The Affordable Care Act is a mere seven months away from being deployed in its full form--and it has been one of the great dramas in recent U.S. history. The wrangling to get it passed through Congress and the Shakespearean levels of bloviating and self-deception since then have been, for the most part, quite entertaining.
Still, some portions of the ACA production have been flops--the Health Insurance Exchange Show is moving forward uneventfully in all 50 states, as homogenous and uninspired as a community theater production of "Starlight Express."
But Medicaid Expansion Theater has been a smashing success. It's toured more than half of the states so far, recruiting a memorable ensemble and following enough plotlines to fill virtually all of flyover country.
For those of you who have yet to receive the Medicaid Expansion Theater playbill, it pivots on a number of rotating conceits constantly placing the title character in peril. Much like Desdemona, Medicaid expansion is mostly portrayed through the eyes of others. It has been labeled wasteful and useless, and there are a bunch of actors raring to throttle it.
Medicaid expansion itself has a number of champions such as state hospital associations who don't want their members to lose out on billions of dollars of revenue. Much like Cordelia, their intentions are mostly misinterpreted or ignored.
Indeed, the latest plot twist seems to conflate the Cordelia and Desdemona story arcs: Medicaid expansion will simply be betrayed by its father, the government, even though it's sincerely promised to fund much of her life in perpetuity.
And this version of King Lear just tells Cordelia straight out he plans to destroy her. And he won't have any raving regrets afterward.
The problem is, most of the Iago-like rumor-spreaders and Lear-like punishers are government officials themselves. They're Red state governors and lawmakers who actually hold the purse strings. They don't have to strangle Desdemona or disinherit Cordelia, but they're going to anyway.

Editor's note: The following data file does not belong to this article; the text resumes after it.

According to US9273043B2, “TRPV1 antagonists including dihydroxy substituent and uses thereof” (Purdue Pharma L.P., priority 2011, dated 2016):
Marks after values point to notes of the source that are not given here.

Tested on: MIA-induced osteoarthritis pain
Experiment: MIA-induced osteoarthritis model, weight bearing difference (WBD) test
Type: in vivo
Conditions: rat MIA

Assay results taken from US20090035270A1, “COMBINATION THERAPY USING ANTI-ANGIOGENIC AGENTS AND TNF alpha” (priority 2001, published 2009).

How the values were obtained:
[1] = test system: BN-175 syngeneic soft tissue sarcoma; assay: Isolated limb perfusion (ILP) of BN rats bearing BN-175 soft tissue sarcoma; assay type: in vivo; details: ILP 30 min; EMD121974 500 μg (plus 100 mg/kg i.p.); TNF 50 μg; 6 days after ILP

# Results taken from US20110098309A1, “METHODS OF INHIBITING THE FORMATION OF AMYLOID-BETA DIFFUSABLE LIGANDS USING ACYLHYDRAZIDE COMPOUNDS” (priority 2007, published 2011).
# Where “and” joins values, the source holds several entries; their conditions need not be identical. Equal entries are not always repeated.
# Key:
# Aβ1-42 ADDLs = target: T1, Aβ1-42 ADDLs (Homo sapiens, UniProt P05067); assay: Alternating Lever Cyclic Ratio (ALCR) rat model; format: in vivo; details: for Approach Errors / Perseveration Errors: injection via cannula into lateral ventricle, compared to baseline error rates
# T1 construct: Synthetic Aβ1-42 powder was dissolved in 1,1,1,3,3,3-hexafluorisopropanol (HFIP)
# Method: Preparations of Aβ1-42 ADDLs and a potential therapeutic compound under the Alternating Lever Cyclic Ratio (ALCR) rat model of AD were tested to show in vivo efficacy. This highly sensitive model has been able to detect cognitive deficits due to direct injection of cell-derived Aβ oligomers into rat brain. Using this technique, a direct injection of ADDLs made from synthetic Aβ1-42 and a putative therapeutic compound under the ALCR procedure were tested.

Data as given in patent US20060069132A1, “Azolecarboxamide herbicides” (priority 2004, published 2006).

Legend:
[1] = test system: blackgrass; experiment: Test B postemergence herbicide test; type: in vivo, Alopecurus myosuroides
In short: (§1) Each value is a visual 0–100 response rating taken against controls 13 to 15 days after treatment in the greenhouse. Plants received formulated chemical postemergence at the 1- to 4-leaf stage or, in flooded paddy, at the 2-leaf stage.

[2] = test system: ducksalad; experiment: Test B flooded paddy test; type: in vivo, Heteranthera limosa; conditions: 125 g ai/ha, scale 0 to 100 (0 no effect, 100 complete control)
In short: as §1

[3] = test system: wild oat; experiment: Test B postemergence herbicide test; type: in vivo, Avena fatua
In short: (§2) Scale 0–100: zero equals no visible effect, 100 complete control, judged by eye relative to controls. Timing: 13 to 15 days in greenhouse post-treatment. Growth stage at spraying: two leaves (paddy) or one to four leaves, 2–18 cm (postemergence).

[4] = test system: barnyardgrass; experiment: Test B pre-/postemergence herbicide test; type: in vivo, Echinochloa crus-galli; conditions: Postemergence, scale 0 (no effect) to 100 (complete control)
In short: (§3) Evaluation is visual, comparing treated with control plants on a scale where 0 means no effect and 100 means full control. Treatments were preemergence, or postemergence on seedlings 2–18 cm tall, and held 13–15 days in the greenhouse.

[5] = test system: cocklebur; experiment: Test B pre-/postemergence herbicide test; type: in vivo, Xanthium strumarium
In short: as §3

The problem is, they're forced to convince the audience that it's actually not in their hands at all, because who could sympathize with someone like that? Nevertheless, they've been yammering on during the first several acts of Medicaid Expansion Theater that this irresponsible government character is a spender of the highest order. By act five, they're equally certain it is mean-spirited and penurious.
It's poor character development if you ask me, and sort of the otherworldly plot twist more characteristic of Tom Stoppard than Shakespeare. But who listens to the critics anyway?
Otherwise, you might miss this recent exquisite soliloquy by Arizona lawmaker Warren Petersen. To wit: Those who support Medicaid expansion already believe it will fail, people with minimum wage jobs have enough income to buy insurance on their own, and a lot of the money will be used to pay for abortions.
It reminds me of the advice Polonius dispenses to Hamlet: Don't waste your money on frivolous entertainment, dress richly but conservatively, and don't borrow or lend money.
If only the cast of Medicaid Expansion Theater hadn't forgotten his final bit of advice: "This above all: to thine ownself be true."
But following that maxim means ignoring another: The show must go on. And at the moment, there's no timetable for Medicaid Expansion Theater to go dark. - Ron (@FierceHealth)